Kennedy Assassination Story
A stark account of how American journalism has changed over the last half century.
Ivo Daalder just tweeted out the New York Times account of the assassination of President John F. Kennedy by Tom Wicker, noting it was his “break-through story.” Reading it gives a stark account of how American journalism has changed over the last half century.
Here’s the headline followed by the two sub-heds:
KENNEDY IS KILLED BY SNIPER AS HE RIDES IN CAR IN DALLAS; JOHNSON SWORN IN ON PLANE
Gov. Connally Shot; Mrs. Kennedy Safe
President Is Struck Down by a Rifle Shot From Building on Motorcade Route–Johnson, Riding Behind, Is Unhurt
Remarkably succinct and informative. The reader has all the pertinent information just from those blurbs. Now, most headlines and subheads are designed to attract and tease.
Here are the opening ‘graphs:
President John Fitzgerald Kennedy was shot and killed by an assassin today.
He died of a wound in the brain caused by a rifle bullet that was fired at him as he was riding through downtown Dallas in a motorcade.
Vice President Lyndon Baines Johnson, who was riding in the third car behind Mr. Kennedy’s, was sworn in as the 36th President of the United States 99 minutes after Mr. Kennedy’s death.
Mr. Johnson is 55 years old; Mr. Kennedy was 46.
Shortly after the assassination, Lee H. Oswald, who once defected to the Soviet Union and who has been active in the Fair Play for Cuba Committee, was arrested by the Dallas police. Tonight he was accused of the killing.
Again, this is pared down to the bare essentials. There’s zero novelistic flourish and scene-setting. It’s all Who What When Where and How, with a smidgen of Why thrown in.
Next, in classic inverted pyramid style, we’re given some more detail.
Oswald, 24 years old, was also accused of slaying a policeman who had approached him in the street. Oswald was subdued after a scuffle with a second policeman in a nearby theater.
President Kennedy was shot at 12:30 P.M., Central standard time (1:30 P.M., New York time). He was pronounced dead at 1 P.M. and Mr. Johnson was sworn in at 2:39 P.M.
Mr. Johnson, who was uninjured in the shooting, took his oath in the Presidential jet plane as it stood on the runway at Love Field. The body of Mr. Kennedy was aboard. Immediately after the oath-taking, the plane took off for Washington.
Standing beside the new President as Mr. Johnson took the oath of office was Mrs. John F. Kennedy. Her stockings were spattered with her husband’s blood.
Gov. John B. Connally Jr. of Texas, who was riding in the same car with Mr. Kennedy, was severely wounded in the chest, ribs and arm. His condition was serious, but not critical.
The killer fired the rifle from a building just off the motorcade route. Mr. Kennedy, Governor Connally and Mr. Johnson had just received an enthusiastic welcome from a large crowd in downtown Dallas.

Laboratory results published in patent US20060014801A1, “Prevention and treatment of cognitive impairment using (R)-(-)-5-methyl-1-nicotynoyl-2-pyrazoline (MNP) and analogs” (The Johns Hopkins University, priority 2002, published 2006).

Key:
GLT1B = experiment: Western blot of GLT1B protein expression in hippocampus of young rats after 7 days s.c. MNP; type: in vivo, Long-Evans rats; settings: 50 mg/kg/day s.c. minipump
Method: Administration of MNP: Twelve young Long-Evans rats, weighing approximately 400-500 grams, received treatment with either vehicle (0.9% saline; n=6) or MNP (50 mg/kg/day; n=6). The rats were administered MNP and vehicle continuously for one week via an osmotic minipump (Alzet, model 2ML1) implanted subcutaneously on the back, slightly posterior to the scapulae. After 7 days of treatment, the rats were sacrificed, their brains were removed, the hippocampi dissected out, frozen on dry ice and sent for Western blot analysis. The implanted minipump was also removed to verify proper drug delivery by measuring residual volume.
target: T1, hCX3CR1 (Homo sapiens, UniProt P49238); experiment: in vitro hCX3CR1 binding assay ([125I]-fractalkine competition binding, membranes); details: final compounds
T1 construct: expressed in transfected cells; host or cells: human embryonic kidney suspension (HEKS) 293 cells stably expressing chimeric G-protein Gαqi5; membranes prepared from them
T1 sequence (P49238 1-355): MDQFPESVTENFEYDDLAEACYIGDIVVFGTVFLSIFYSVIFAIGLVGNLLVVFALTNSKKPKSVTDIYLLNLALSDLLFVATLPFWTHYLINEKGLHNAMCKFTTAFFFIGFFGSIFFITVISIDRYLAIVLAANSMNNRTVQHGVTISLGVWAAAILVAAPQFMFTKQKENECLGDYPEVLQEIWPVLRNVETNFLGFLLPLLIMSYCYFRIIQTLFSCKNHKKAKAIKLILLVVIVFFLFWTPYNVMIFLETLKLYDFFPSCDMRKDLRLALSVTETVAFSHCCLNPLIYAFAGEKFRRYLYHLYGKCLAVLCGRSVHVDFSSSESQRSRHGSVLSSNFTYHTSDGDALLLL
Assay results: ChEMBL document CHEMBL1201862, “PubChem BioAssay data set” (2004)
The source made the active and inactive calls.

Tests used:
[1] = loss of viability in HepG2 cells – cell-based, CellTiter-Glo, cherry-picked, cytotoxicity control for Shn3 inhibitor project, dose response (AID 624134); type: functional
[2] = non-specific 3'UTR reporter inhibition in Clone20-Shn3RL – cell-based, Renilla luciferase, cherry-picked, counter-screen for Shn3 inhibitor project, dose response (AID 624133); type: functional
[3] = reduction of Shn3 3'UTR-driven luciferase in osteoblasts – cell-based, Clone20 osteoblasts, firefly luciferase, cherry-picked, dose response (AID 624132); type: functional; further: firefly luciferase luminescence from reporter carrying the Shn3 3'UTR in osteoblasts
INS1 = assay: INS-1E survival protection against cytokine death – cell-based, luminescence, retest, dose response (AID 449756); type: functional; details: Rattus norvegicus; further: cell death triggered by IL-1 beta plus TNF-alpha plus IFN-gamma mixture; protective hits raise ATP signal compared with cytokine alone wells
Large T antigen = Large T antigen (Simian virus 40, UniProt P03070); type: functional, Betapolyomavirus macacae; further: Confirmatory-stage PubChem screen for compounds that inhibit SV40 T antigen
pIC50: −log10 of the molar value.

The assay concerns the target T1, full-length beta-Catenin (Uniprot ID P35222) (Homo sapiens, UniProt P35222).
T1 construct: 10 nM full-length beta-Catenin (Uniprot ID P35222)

Mr. Kennedy apparently was hit by the first of what witnesses believed were three shots. He was driven at high speed to Dallas’s Parkland Hospital. There, in an emergency operating room, with only physicians and nurses in attendance, he died without regaining consciousness.
This is mostly How, with a smidgen of Where thrown in. Given the universal interest in the story, this detail is welcome. But for most stories, the reader would lose little if they stopped reading before this point.
After all this, those who continued reading finally get some color:
Mrs. Kennedy, Mrs. Connally and a Secret Service agent were in the car with Mrs. Kennedy and Governor Connally. Two Secret Service agents flanked the car. Other than Mr. Connally, none of this group was injured in the shooting. Mrs. Kennedy cried “Oh no!” immediately after her husband was struck.
Mrs. Kennedy was in the hospital near her husband when he died, but not in the operating room. When the body was taken from the hospital in a bronze coffin about 2 P.M., Mrs. Kennedy walked beside it.
Her face was sorrowful. She looked steadily at the floor. She still wore the raspberry-colored suit in which she had greeted welcoming crowds in Fort Worth and Dallas. But she had taken off the matching pillbox hat she wore earlier in the day, and her dark hair was windblown and tangled. Her hand rested lightly on her husband’s coffin as it was taken to a waiting hearse.
Mrs. Kennedy climbed in beside the coffin. Then the ambulance drove to Love Field, and Mr. Kennedy’s body was placed aboard the Presidential jet. Mrs. Kennedy then attended the swearing-in ceremony for Mr. Johnson.
As Mr. Kennedy’s body left Parkland Hospital, a few stunned persons stood outside. Nurses and doctors, whispering among themselves, looked from the window. A larger crowd that had gathered earlier, before it was known that the President was dead, had been dispersed by Secret Service men and policemen.
How much of this detail would make it into the opening ‘graphs of the story today? I’d say quite a lot. Indeed, most long stories now start with color and fill in the facts after a long, anecdotal set-up.
There’s quite a bit more after this. It’s an amazingly detailed story, presumably a function of both the magnitude of the event but also the luxury of having hours and hours to gather facts, write, and edit before publication.